To get you started here are some questions we have already been asked:
How would you describe your business model?
We think this sums us up:
n. A grassroots movement that uses the Internet to communicate, organize, and raise money: http://www.wordspy.com/words/netroots.asp
What is Childs i Foundation’s admission policy?
Response from our project manager:
Our admission policy is very simple:
- Firstly, will the child in question suffer if we do not act and take the child into our care?
- Secondly, is it in the best interest of the child to be taken into our care?
Child’s i Foundation will only take children into their care if there is no other option and no family member able to look after the child. Every child belongs in their loving and caring family and Child’s i Foundation will never take a child away from the family. Childs i Foundation’s admission policy is governed by State legislation and can only accept children that have been brought to the Home by either the Ugandan social services or the police.
How will you protect the rights of the children Child’s i cares for?
Our adviser in Uganda Norah Owaraga recently posted a poignant message sent to her by her friend on our Facebook group wall.
Norah: A dear friend had this to say when they read that I was part of the Child’s i core team as an advisor
“I guess this needs my congratulations. Herewith, warmly and heartily! I hope you will never stop surprising me!
I often have double feelings with this type of projects. On the one hand these children need and deserve our particular attention, on the other hand there is always this element of charity involved. Charity is fine, as long as it does not overrule the mere fact that these projects deal with rights, children’s rights and children’s dignity. I’m sure you agree with this and I trust that you are the guardian for this in the team.”
Norah: It is my hope that it is our collective (the core team, supporters and all members) responsibility to be the guardians of the rights of all children in general and those for whom we will have the gift of their presence in the Child’s i home and our individual homes …
We are privileged to have Norah on our team as our adviser in Uganda and from the very outset of this project we have been working with Mark Williams Thomas, a child protection expert to safeguard the rights of our children.
The relationship between the website and the rights of a child needs careful and delicate handling to ensure the interactivity of the project is not too intrusive for our children, staff or volunteers. In our Child Protection Policy we have clear protocols about key issues such as confidentiality and strict editorial guidelines on what we can and cannot put up on our website.
In terms of content of the films the main thrust of the videos footage we create will be the running of the Home, the volunteers and the progress on the projects so supporters can see where their money is going and who is helping collectively.
Child’s i fully accept that it is not just the core teams responsibility but all the volunteers, supporters indeed it is everyone’s responsibility to ensure the safety and welfare of the child is always paramount.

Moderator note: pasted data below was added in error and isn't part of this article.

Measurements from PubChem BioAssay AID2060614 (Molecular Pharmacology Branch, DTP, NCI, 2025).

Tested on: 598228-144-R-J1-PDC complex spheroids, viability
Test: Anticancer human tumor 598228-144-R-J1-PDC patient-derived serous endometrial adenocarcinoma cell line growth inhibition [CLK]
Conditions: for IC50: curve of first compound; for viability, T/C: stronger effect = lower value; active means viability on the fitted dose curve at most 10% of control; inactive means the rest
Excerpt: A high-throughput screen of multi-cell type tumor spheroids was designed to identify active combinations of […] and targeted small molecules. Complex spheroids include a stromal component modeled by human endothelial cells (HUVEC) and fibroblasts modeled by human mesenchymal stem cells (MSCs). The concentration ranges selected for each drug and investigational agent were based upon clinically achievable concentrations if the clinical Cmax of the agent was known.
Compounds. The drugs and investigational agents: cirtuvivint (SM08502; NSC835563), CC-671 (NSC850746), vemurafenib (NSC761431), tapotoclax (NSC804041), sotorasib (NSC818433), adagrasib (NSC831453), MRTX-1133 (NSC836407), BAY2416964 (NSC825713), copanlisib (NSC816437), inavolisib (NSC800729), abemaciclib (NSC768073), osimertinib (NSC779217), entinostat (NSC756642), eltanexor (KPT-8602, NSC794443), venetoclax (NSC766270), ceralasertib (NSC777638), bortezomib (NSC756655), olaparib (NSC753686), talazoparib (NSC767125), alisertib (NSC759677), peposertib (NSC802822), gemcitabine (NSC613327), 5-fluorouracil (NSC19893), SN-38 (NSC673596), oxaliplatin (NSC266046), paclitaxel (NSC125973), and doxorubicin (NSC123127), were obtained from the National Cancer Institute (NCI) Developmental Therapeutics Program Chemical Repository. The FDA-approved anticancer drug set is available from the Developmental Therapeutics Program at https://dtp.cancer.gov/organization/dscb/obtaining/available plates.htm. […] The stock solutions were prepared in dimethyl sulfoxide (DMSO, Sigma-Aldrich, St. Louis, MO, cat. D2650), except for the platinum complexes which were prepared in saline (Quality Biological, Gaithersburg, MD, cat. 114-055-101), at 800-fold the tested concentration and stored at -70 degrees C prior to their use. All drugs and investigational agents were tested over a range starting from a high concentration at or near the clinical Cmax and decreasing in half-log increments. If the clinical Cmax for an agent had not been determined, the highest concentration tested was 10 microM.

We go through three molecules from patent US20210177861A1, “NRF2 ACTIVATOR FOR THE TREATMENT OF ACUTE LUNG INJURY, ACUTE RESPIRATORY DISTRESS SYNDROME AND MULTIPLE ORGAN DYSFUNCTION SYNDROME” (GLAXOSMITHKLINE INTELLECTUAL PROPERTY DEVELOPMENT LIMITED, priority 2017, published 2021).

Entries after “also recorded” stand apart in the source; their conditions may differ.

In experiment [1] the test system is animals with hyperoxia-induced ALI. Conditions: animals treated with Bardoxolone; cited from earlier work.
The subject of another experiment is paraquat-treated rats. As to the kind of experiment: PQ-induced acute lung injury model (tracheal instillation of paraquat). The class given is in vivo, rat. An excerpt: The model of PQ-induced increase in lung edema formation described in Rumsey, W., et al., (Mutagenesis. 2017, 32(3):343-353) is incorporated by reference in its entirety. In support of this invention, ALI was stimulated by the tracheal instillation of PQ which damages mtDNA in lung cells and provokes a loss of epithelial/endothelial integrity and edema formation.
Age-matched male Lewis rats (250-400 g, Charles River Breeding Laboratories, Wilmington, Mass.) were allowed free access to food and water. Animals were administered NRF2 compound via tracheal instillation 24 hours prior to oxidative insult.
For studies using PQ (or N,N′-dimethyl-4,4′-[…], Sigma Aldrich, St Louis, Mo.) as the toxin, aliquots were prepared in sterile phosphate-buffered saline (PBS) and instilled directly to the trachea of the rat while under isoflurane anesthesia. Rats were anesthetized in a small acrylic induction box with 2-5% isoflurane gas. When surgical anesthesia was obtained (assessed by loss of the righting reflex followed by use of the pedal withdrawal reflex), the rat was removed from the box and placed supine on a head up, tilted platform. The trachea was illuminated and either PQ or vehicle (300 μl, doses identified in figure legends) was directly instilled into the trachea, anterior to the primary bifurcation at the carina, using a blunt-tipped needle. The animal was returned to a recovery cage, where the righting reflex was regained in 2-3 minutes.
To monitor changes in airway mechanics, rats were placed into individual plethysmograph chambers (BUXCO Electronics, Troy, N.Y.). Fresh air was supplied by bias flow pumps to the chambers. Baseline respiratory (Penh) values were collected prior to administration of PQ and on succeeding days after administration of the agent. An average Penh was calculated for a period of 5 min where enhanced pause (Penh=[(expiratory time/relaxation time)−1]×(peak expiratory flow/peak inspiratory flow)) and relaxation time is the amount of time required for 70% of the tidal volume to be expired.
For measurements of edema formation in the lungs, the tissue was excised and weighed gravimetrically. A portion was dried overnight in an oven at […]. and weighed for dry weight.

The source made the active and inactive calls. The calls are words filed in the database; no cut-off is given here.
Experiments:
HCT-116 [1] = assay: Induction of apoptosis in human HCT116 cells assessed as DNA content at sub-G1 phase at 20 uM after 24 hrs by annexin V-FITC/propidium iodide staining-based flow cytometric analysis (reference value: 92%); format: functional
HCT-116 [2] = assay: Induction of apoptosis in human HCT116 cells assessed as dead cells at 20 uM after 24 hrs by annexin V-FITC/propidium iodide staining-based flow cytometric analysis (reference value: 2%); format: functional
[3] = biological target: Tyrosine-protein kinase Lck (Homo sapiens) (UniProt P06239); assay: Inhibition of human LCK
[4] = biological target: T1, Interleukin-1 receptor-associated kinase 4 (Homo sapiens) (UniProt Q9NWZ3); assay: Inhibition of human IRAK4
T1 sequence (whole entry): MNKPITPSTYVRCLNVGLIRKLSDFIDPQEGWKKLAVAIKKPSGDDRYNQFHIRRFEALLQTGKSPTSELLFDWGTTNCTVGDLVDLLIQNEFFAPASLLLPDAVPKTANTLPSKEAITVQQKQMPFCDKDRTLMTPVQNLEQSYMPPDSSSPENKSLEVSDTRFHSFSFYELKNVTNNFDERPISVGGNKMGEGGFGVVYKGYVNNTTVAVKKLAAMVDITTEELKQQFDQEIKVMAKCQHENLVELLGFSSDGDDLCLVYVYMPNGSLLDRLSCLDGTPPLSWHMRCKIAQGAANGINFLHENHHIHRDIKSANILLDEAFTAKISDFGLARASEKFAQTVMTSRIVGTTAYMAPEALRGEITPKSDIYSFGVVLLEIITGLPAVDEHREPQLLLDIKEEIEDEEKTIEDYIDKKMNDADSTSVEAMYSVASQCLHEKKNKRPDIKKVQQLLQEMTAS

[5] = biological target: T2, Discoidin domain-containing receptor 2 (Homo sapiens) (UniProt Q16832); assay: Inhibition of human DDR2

What does the ‘i’ stand for in Child’s i Foundation?
asked by our supporter Hannah Jones
The ‘i’ stands for ‘interactive’.
We want supporters to interact with the charity and are really keen for us to have a dialogue, a two-way conversation. The key to the success of this charity is people actually interacting and collaborating together to work towards a goal of building a babies home in Uganda. We want supporters to give time, love, money, their thoughts and suggestions on the website, helping us with our to do list and in return we promise to keep supporters updated every step of the way with blog posts, videos and photos.
The early days … our digital planner, Kirsty Stephenson speaks to Howard Lake of Fundraising.co.uk. Kirsty explains how the new charity is focusing on social media (web 2.0) to secure and develop supporters.
To clarify, what is web 2.0?
Response from our digital dream team:
Web 2.0 is an overused term but it helps gets our message across to those people “in the know”. If you don’t know then there is no better place to begin than youtube and wikipedia.
The long and short of it is, web 2.0 has given us the tools that encourage and allow collaboration on the web. Blogs, video and photo sharing, twittering and commenting all enable our charity to become connected with the world. It means you can talk to us, we can talk to you, we can all talk to each other, we become a community and we make this promise a reality.
Is web 2.0 the same as open source?
It’s not exactly the same thing but the sentiment is similar. Again wikipedia can help with the exact definition of open source. But for our charity, by using open source software wherever and whenever possible, it means we use only a minimum amount of the money raised by our community on our online marketing and communication tools.
Sometimes this might mean we are restricted by the tools and will need bespoke development for fabulous new ideas. If you would like to volunteer any of your design and/or development skills, please do get in touch.
Any tools or applications you do develop for our charity can of course be shared with others. That’s the spirit.